“Daughter” by Four Tet

“Daughter” by Four Tet

If I could figure out how to lay claim to and then monetize internet searches for “Good Dad Books For Christmas,” then I would. Every time someone buys a ghostwritten memoir from whatever retired New York Yankee cashed in that year, I’d catch a windfall. New history doorstop tome from Ron Chernow? If you buy it for your dad using my algorithm, then I’d get a piece of that action! A new book about clipper ships? Fishing for coho salmon? Weirdly fetishistic histories of assassinations written by discredited, predatory former Fox news hosts? My search results will help. Every year I buy my dad another of these books, and he enjoys them.

Though, last year for Christmas I bought my father a Stratomatic baseball board game, a limp facsimile of the tabletop stat amusement he spent much of his childhood mastering. The man thanked me in a way disproportionate to what I deserved; he raised me, fed me and clothed me for 18 years, then supported me financially for an additional [redacted] years. One $18.99 purchase could not have evened things out.

If you have a positive male role model in your life, I hope you procure for him an impacting and profound gift. Here is “Daughter” by Four Tet.

Rostam – “Don’t Let It Get To You”

Rostam – “Don’t Let It Get To You”

At work I’ve been transcribing interviews recorded on audio cassette in the early 2000s. These recordings are conversations between the university archive’s scholar-in-residence and area LGBTQ+ people. As oral histories go, these are an archivist’s dream: timely, relevant, pretty sexy.

Because physical media is dead, I use an old Sony Walkman, an aux cable, and some free recording software to convert the audio to a digital format. This way, in the near future, anyone who wishes to hear what life was like for coastal Maine’s LGBTQ+ population in the early 21st century can do so easily via the university web site.

Once I have the newly digitized audio file, I play it through at half-speed so I can transcribe the interviews without having to pause after every spoken sentence, which means that everything sounds to me like conversations between two robots with low batteries, having simultaneous strokes, sinking into quicksand.

This week I’ve been transcribing an interview of a man whose devout Christianity clashed with his gay identity. The most interesting part of the interview is him describing his attempt to find an accepting, inclusive spiritual environment so that he could be both openly: a Christian and a gay man. I can’t go into much more detail because we at the archives are not sure whether he signed a release to have his interview public, but I can talk about the basic skeleton of his narrative, though I wish only to point out one thing he said:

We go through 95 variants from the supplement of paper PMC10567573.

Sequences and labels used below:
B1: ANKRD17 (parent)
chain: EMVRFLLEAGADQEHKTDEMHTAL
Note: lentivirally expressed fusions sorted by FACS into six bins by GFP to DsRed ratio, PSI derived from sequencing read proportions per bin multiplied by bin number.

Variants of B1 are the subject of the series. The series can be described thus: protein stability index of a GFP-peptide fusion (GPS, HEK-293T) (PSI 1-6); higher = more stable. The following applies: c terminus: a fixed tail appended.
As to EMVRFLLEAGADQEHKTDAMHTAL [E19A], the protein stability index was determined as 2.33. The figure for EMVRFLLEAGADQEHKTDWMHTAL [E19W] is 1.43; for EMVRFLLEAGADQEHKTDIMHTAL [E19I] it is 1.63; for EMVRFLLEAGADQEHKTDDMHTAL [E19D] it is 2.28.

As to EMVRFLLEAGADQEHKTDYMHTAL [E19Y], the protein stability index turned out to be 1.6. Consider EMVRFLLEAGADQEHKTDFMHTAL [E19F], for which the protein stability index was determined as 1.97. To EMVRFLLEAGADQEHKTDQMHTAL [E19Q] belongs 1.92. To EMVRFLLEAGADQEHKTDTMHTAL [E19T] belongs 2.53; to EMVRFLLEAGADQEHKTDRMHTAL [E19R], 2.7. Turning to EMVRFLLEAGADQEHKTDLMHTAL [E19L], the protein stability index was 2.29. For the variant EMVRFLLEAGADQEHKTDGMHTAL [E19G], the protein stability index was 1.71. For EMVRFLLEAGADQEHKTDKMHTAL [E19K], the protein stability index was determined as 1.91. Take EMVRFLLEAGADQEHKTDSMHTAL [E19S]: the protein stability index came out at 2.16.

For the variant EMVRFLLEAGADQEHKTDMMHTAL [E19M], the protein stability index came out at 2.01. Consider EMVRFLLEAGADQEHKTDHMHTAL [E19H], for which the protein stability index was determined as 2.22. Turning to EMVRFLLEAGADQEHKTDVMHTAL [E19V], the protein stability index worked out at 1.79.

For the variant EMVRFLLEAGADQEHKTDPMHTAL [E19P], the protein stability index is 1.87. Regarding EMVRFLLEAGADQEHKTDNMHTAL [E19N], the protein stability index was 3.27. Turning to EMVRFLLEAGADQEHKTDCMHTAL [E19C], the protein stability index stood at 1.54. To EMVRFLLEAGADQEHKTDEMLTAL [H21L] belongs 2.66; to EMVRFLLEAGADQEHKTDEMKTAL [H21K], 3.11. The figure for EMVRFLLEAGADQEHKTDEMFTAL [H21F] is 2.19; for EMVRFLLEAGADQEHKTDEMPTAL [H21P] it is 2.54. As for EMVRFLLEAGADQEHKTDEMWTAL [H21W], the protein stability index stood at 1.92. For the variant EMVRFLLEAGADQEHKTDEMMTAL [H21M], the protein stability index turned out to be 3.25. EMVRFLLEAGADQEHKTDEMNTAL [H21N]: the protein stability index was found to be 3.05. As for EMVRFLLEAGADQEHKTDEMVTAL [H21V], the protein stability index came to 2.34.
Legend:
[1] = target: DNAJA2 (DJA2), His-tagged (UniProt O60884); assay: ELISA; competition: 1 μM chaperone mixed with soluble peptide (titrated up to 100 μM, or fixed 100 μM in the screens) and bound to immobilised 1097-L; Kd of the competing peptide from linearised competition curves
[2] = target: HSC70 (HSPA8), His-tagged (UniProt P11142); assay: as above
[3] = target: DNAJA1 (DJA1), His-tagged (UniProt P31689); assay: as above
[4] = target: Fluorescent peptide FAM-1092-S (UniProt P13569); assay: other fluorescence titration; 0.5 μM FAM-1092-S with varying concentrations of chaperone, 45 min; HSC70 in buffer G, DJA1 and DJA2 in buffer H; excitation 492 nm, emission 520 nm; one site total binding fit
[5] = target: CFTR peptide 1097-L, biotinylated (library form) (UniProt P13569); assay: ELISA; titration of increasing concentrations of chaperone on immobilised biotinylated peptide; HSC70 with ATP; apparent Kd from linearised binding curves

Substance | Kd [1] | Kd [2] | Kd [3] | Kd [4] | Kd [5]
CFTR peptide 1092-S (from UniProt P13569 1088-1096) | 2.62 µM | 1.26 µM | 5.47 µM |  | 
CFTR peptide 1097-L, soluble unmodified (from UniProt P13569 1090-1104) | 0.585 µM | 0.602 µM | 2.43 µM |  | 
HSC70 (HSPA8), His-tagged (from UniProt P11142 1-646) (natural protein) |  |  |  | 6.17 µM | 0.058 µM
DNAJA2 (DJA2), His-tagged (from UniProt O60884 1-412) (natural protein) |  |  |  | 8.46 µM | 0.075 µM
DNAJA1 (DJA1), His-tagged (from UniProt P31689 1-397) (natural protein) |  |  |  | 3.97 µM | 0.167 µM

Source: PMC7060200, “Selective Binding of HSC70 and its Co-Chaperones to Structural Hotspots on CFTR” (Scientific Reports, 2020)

In describing his arrival in Portland, Maine, he said, “It was an incredible time and an awful time—like an Orwellian novel.”

I paused the recording and rewound—“like an Orwellian novel.” Surely the dude didn’t mean that his life was an allegory for fascism or totalitarianism, an experience of terminal boredom shared by all high school students past and present.

I played it for my supervisor, the head archive librarian. “Do you think he means it was a ‘Catch-22,’ in this case a Hellerian novel?” I asked.

“No I think he meant Dickensian novel, like, ‘It was the best of times, it was the worst of times.'”

“Nah, I disagree,” I said. The way he said it—Orwellian novel—made me believe that he knew the allusion but he didn’t know how to wield it. Once in college, in a nonfiction workshop setting, a classmate of mine pronounced posthumous as “post-hyoo-mass” and nobody corrected him, because we knew what he was saying. I told that to my supervisor.

“Well, we can’t correct a sixteen-year-old cassette recording,” she said.

Rostam’s “Don’t Let It Get To You” is part of my annual best-of dishwashing playlist. [More on that here.] Stay tuned for a full year-in-review, with each song receiving anecdotal, irrelevant consideration.

The Search For Summer’s Song: I Promise

The Search For Summer’s Song: I Promise

What song will capture my summer? I am searching for it. Discussed: “I Promise” by Radiohead

I stopped going to the gas station closest to my apartment because it began playing unskippable content on the pumps. The first time I experienced it, I thought it was benign because it showed only the weekend’s forecast and a word-of-the-day slide (that day: loquacious) along with some inoffensive public domain muzak. Surely it was ok to pump gas and get the weather and an expanded vocabulary; in fact I left the pump heartened that someone might use a new word in conversation that day—a horizon broadened, an intellect deepened.

But the next time, the pumps played celebrity gossip and hockey bloopers (which aren’t bloopers because any mistake in hockey is a violent crime.) There wasn’t an opt-out button. No mute. No volume knob. The only way to stop it was to stop pumping gas so that the screen could interrupt the content to ask if you wanted a receipt. I am not against celebrities, I am not against gossip or sports or dudes getting hit in the crotch with a hockey stick. I am against these things when I have no choice. And so pumping gas at this station became a hostage situation, a late-capitalist violation of my right to tell marketing to shut the fuck up.